“At Least….”

Please don’t respond starting with “At least….” It makes me sad you’re such a pessimist.

Coach Lombardi.

Let’s play a game called:  Who is The Pessimist?

A guy spends two hours putting together a toy car for his kid. The instructions were incomplete, parts were missing, and when he’s done the thing barely works. But the kid is happy for the most part, he got a new toy car, not exactly what he pictured but better than nothing.

The guy is frustrated and says:

  • Person A: I guess I should be happy; the kid seems to like it.
  • Person B: I’m glad I got it to work, but I’ll never do that again.
  • Person C: That was a  total failure!

Most people would charge person C as the pessimist.  But is he? 

Maybe he just expects people to do better.  For plans to be better. For promises to be kept. For people to put in some extra effort when things aren’t working properly. To set high goals and be accountable.

I can go on and on, really.  And if I asked if those things were important life lessons before asking who was a pessimist, I think there would be broad support for all of them.

Bart Starr recalls this from Vince Lombardi:

 “Gentlemen, we’re going to relentlessly chase perfection.” PerfectionLombardi explained, was not attainable. But in the process of chasing perfection, “we will catch excellence.”

I’m 100% certain that Vince Lombardi would have a tough time coaching in today’s world where everyone gets a trophy and optimism is sometimes more valued than accountability.  His most famous quote: “Winning isn’t everything, it’s the only thing.” Is scoffed at by soccer moms, teachers, and a lot of coaches pretty much across the board at this point.  That’s another issue altogether.  It’s called Grit or Resilience, maybe Determination, all good qualities that we want to teach our children, as long as they aren’t too competitive, or fail too much, or cry. We have to remember participation is as important as results. Try telling your boss that next week!

Anyway, here is my point.

If I spend 2 hours in a process that is designed to take 20 minutes, it’s a failure whether or not the outcome was successful.  I don’t know how anyone could argue otherwise.  What is an acceptable time for this process?  Two hours? Six hours? A day? A week?  Where should I draw the line?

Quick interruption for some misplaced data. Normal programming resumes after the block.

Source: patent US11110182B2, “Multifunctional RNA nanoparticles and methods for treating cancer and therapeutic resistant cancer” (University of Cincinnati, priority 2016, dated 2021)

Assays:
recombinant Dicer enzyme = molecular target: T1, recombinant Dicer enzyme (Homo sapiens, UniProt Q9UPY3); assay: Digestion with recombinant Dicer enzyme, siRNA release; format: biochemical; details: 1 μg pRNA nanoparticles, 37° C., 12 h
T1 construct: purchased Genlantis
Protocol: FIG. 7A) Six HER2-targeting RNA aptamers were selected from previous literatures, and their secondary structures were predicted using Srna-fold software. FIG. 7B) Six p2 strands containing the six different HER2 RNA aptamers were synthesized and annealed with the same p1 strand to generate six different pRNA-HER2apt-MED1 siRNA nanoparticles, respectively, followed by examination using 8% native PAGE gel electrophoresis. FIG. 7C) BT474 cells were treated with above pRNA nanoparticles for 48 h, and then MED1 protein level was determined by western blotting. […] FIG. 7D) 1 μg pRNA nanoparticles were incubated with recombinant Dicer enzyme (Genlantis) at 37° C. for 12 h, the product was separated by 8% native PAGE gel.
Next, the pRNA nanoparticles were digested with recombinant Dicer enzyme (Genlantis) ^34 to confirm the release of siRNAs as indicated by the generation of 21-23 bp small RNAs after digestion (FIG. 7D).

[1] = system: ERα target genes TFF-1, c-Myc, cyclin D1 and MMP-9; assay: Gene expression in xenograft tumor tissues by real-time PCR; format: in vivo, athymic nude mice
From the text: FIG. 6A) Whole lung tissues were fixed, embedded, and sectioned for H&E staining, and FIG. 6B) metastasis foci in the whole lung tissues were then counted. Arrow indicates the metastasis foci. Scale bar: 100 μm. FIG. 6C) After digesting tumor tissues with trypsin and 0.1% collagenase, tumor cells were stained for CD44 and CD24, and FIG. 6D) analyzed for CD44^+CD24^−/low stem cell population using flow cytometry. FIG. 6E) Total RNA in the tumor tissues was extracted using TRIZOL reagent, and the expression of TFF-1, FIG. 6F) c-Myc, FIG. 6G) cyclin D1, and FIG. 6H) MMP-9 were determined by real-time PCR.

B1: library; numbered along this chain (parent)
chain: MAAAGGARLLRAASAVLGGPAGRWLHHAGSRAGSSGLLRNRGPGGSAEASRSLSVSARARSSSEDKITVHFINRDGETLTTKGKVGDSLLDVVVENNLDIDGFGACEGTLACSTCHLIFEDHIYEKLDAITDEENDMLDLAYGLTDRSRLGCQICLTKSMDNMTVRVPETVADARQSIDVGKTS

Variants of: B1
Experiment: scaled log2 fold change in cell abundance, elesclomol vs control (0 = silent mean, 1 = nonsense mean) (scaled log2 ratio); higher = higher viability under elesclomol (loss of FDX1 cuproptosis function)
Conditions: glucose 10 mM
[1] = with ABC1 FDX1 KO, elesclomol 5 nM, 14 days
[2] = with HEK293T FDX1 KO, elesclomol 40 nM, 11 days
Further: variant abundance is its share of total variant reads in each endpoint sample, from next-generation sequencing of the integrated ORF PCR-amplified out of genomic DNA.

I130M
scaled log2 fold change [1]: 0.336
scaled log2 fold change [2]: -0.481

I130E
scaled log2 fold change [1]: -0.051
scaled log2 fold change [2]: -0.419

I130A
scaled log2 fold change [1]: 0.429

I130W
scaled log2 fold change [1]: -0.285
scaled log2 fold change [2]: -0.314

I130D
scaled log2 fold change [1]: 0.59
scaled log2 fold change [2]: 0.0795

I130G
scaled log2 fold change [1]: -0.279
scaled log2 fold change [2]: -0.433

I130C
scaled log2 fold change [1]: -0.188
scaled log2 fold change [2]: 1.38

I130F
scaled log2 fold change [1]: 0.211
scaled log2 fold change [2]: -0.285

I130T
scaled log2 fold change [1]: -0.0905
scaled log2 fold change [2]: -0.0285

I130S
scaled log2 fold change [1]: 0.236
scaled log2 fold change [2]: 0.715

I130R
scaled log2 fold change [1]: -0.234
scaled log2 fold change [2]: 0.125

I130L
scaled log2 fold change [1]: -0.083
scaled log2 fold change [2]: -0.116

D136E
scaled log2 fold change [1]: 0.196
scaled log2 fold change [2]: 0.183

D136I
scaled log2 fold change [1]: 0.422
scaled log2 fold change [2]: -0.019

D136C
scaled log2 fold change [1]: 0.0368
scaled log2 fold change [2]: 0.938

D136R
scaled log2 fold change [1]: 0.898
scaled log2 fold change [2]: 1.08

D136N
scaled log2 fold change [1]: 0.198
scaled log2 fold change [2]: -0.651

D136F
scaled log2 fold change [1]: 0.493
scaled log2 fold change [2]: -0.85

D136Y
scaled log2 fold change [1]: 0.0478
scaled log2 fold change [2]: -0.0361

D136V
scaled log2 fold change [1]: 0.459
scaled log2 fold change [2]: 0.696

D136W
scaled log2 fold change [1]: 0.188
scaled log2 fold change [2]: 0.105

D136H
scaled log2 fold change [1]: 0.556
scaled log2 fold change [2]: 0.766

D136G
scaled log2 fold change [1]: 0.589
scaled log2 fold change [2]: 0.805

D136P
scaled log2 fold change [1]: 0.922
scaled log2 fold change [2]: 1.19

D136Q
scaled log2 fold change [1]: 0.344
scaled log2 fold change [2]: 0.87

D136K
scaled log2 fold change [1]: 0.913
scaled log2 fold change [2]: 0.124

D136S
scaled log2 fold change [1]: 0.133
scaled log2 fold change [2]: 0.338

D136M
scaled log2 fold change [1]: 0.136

Well, I draw the line at :20 min.  It was designed to take :20.  If you take longer you failed. It’s not complicated.  Sure maybe the process is complicated, maybe there were extraneous circumstances, maybe something broke that never broke before.  Those could be the reasons it failed but they don’t change the fact that it did.  They might change the fault, but they don’t change the fact.  And to me they don’t have much of a bearing on accountability either.  “On time, on budget, or on spec, pick two.” is a joke for a reason.  We should expect all three.

“Well then why don’t you do it?” “I don’t see you up there.”  I love the different forms of that response.  Last I checked my performance evaluations and report cards didn’t factor in someone else’s ability to do my job or my work.  Is that really an argument for giving someone a pass when they really failed?  “I know he got a 70% but he did better than Johnny so here is an A+”  OK, OK sometimes we grade on a curve, but real life generally doesn’t work that way.

“Does everything have to be perfect? It’s so exhausting.” Trust me I hear this all the time.  OK sure, I could “have some compassion” and set my threshold for failure somewhere below perfection. Where?

Some options:

  • 10% late.
  • 50% late.
  • Zero time constraints, only results.
  • 90% complete.
  • 50% complete.
  • They tried.

Seriously. So where does failure begin?

My recent experience, that I based my example on, had over 100 people waiting over 2 hrs for something we were expecting to get in 20 mins.  Some folks may have missed two hours of work that they didn’t have time off for and lost pay, or worse yet their job. Some may have burned up the last gallon of gas in their gas tank waiting in line. Some may have left altogether and aren’t going to come back.  Do any of these, or a multitude of other negative repercussions, factor into the decision of whether or not the process was a failure? 

“At least you go one” is the epitome of pessimism when you really think about it. It’s settling for something unacceptable.
“Have some faith in people.” Is another good one.  If I don’t believe people can do better, that they should do better, that expectations should be met before we celebrate the outcome how can I really have faith in people?

Aren’t we just accepting things are going to be sub-par? Is that optimism? Is that what passes as a positive attitude these days?  “It’s going to suck, just deal with it.”  I Love It! Things will be so great when everyone accepts mediocrity or worse….they tried!

Sorry, it’s just not for me.  Expecting things to not meet expectations, then celebrating when they barely accomplish what they were supposed to, while leaving behind a myriad of negative repercussions? Not going to happen.

If this is the prevailing attitude as we face a pandemic, economic instability, climate change, opioid crisis, childhood poverty, gun violence, racial inequities, etc. etc. we are really screwed.

I guess I am a Pessimist after all, but hey: AT LEAST…I’m really good at it.


Losing Sucks!

My college coach used to walk in the room after a bad game and just say: “Losing Sucks!”  We did plenty of it, but he was right, it always sucked.